So, I'm wondering, how do you maintain rhythm and what does your day truly look like, not the ideal, but the reality? How do you fit in grocery shopping, park dates, dr's appt's, sports, computer/down time for mama, all the housework, and just juggling 3 children (soon to be 4, yikes!) Our days are chaotic most of the time. I'd love to be at home the whole day at least 3 days a week, but I don't see how to make that possible at this point.

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#189 of 397 Old 09-19-2009, 04:21 AM
 
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Knitting is preferred to crochet clearly (which as a crocheter I *get* as I've seen this sort of thing before), but can someone tell me why?
I have no idea but i THINK it's beacuse it's more of a two handed thing? maybe not i might be making that up

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So, I'm wondering, how do you maintain rhythm and what does your day truly look like, not the ideal, but the reality? .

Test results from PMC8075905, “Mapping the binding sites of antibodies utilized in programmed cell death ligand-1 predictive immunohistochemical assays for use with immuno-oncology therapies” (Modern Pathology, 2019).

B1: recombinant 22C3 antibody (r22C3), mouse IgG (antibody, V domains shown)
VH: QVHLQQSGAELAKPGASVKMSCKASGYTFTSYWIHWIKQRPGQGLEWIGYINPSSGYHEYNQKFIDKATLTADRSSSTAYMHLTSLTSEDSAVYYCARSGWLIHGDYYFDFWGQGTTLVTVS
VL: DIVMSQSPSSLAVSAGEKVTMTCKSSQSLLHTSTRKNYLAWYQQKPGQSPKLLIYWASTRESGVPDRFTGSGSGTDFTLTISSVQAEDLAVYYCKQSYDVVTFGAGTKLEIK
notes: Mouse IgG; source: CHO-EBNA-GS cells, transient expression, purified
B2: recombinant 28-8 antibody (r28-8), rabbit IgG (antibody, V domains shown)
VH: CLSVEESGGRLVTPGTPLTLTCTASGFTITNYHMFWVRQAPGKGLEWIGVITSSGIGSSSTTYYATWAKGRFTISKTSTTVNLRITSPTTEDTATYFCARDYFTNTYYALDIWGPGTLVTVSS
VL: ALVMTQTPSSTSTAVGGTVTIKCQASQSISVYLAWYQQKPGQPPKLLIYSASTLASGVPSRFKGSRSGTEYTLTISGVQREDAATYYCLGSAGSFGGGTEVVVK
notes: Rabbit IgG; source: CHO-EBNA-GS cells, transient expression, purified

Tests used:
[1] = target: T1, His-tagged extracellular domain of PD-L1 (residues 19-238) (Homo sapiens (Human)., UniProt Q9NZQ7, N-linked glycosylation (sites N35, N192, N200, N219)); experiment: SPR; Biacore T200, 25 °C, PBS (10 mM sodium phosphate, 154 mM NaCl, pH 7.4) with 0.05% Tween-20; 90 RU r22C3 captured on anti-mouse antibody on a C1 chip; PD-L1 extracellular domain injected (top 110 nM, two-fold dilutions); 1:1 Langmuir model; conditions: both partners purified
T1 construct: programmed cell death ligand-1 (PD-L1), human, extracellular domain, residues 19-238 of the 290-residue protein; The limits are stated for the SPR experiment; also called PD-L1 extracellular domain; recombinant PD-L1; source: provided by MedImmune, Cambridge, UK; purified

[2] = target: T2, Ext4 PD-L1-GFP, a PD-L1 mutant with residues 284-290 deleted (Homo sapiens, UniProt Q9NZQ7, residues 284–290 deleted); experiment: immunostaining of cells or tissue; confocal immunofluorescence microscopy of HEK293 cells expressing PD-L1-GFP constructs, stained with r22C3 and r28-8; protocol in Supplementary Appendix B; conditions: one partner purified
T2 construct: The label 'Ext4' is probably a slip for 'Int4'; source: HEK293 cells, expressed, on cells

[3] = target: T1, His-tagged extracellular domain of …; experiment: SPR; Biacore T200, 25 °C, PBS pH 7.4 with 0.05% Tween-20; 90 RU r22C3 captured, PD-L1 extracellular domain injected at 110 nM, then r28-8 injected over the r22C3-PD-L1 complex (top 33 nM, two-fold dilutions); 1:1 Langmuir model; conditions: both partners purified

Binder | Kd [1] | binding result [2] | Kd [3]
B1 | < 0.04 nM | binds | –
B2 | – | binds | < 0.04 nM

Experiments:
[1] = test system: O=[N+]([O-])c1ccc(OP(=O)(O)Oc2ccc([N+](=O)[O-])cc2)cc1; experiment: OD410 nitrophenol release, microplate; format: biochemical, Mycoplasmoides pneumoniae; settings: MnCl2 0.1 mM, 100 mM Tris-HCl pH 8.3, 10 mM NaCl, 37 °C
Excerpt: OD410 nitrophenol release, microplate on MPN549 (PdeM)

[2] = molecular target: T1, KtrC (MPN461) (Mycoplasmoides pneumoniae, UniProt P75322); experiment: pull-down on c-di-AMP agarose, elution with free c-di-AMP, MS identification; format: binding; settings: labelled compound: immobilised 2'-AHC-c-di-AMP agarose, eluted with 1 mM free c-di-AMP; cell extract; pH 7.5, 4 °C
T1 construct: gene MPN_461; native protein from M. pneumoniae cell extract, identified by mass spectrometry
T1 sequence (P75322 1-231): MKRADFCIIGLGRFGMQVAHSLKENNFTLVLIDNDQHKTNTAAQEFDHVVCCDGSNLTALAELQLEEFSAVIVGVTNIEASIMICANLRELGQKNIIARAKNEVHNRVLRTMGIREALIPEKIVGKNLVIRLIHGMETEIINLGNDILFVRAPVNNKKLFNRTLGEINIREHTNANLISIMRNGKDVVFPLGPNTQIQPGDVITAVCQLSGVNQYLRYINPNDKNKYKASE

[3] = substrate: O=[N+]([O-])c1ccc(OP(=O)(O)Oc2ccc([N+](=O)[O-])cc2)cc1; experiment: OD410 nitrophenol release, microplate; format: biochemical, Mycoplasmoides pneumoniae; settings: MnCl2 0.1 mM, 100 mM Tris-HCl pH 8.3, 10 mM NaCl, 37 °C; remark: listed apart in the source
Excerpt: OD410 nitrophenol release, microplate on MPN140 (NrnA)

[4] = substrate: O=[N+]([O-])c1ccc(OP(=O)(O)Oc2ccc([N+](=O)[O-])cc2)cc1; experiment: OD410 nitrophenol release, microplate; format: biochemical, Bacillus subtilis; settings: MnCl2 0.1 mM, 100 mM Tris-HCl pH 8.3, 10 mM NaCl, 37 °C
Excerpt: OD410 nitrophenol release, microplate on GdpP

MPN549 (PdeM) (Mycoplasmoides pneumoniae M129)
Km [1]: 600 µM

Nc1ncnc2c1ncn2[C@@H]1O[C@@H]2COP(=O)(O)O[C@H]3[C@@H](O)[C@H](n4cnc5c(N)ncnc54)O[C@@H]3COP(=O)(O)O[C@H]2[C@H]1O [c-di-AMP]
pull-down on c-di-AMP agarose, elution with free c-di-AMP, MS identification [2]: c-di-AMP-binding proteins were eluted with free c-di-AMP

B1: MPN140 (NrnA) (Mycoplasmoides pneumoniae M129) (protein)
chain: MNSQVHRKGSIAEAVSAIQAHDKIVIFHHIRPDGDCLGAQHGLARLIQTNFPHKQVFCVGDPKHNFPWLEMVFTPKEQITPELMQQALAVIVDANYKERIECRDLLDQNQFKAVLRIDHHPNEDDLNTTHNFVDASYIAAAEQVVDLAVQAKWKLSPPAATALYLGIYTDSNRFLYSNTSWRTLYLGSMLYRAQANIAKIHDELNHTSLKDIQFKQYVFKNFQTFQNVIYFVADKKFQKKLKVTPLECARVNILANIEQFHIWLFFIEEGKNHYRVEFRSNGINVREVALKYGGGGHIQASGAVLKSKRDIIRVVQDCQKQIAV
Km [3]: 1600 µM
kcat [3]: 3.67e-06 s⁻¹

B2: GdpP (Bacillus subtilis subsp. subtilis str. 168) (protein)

we wake up eat and then go into town and doing shopping/grandmas/bills whatever. We eat lunch in town or come home and eat, we take a nap. pick up his DSD from her bus stop. then we do our activities for the day... normally our craft one first and then free play, then our other activity for the day. inbetween we have cleaning house and free play and after we have free play until dinner.

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#190 of 397 Old 09-20-2009, 11:55 PM
 
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eastkygal: i have never heard of that painting syle until today! it looks beautiful. i am going to have to figure out how to do it. i want to do that all over my house!

h

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#191 of 397 Old 09-21-2009, 10:03 AM - Thread Starter
 
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eastkygal: i have never heard of that painting syle until today! it looks beautiful. i am going to have to figure out how to do it. i want to do that all over my house!

h
Teaching Handwork is a most excellent blog and this link there is for her "How to Lazure" tutorial. Enjoy!

http://teachinghandwork.blogspot.com...to-lazure.html

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#192 of 397 Old 09-21-2009, 11:21 AM
 
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Oh my gosh! thank you thank you! i tired looking on youtube and got nothing!
happy dance!

h

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#193 of 397 Old 09-21-2009, 01:43 PM
 
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I've gotten a cold and it's really throwing our routine off. I'm going to pack up some books and head outside with the girls today instead of trying to keep up with our inside routine. I hope it makes today's lessons super fun!